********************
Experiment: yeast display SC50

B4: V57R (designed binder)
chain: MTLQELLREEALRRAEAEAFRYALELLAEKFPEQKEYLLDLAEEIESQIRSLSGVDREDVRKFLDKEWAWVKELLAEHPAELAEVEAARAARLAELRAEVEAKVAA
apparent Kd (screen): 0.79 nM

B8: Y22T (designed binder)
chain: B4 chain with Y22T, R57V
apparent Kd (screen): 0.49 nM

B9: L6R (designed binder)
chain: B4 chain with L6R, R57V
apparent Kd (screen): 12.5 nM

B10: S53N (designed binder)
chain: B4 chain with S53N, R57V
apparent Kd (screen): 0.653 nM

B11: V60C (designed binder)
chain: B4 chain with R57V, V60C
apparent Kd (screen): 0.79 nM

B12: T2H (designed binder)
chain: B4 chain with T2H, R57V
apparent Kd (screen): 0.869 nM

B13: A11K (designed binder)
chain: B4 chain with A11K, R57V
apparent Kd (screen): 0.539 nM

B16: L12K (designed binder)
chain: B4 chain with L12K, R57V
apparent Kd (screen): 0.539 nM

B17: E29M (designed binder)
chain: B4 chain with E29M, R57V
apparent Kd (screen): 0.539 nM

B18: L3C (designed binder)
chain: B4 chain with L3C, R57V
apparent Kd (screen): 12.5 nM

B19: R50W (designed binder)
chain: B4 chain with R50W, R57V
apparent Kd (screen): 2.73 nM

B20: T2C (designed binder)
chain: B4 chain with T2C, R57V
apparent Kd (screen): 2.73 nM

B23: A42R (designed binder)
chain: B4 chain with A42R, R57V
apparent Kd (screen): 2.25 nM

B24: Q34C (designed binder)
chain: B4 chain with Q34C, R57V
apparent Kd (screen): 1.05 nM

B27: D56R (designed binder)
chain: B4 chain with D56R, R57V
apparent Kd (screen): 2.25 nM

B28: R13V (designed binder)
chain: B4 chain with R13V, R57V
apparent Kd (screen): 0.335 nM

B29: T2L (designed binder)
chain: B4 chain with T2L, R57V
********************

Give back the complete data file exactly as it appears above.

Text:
Experiment: yeast display SC50

B4: V57R (designed binder)
chain: MTLQELLREEALRRAEAEAFRYALELLAEKFPEQKEYLLDLAEEIESQIRSLSGVDREDVRKFLDKEWAWVKELLAEHPAELAEVEAARAARLAELRAEVEAKVAA
apparent Kd (screen): 0.79 nM

B8: Y22T (designed binder)
chain: B4 chain with Y22T, R57V
apparent Kd (screen): 0.49 nM

B9: L6R (designed binder)
chain: B4 chain with L6R, R57V
apparent Kd (screen): 12.5 nM

B10: S53N (designed binder)
chain: B4 chain with S53N, R57V
apparent Kd (screen): 0.653 nM

B11: V60C (designed binder)
chain: B4 chain with R57V, V60C
apparent Kd (screen): 0.79 nM

B12: T2H (designed binder)
chain: B4 chain with T2H, R57V
apparent Kd (screen): 0.869 nM

B13: A11K (designed binder)
chain: B4 chain with A11K, R57V
apparent Kd (screen): 0.539 nM

B16: L12K (designed binder)
chain: B4 chain with L12K, R57V
apparent Kd (screen): 0.539 nM

B17: E29M (designed binder)
chain: B4 chain with E29M, R57V
apparent Kd (screen): 0.539 nM

B18: L3C (designed binder)
chain: B4 chain with L3C, R57V
apparent Kd (screen): 12.5 nM

B19: R50W (designed binder)
chain: B4 chain with R50W, R57V
apparent Kd (screen): 2.73 nM

B20: T2C (designed binder)
chain: B4 chain with T2C, R57V
apparent Kd (screen): 2.73 nM

B23: A42R (designed binder)
chain: B4 chain with A42R, R57V
apparent Kd (screen): 2.25 nM

B24: Q34C (designed binder)
chain: B4 chain with Q34C, R57V
apparent Kd (screen): 1.05 nM

B27: D56R (designed binder)
chain: B4 chain with D56R, R57V
apparent Kd (screen): 2.25 nM

B28: R13V (designed binder)
chain: B4 chain with R13V, R57V
apparent Kd (screen): 0.335 nM

B29: T2L (designed binder)
chain: B4 chain with T2L, R57V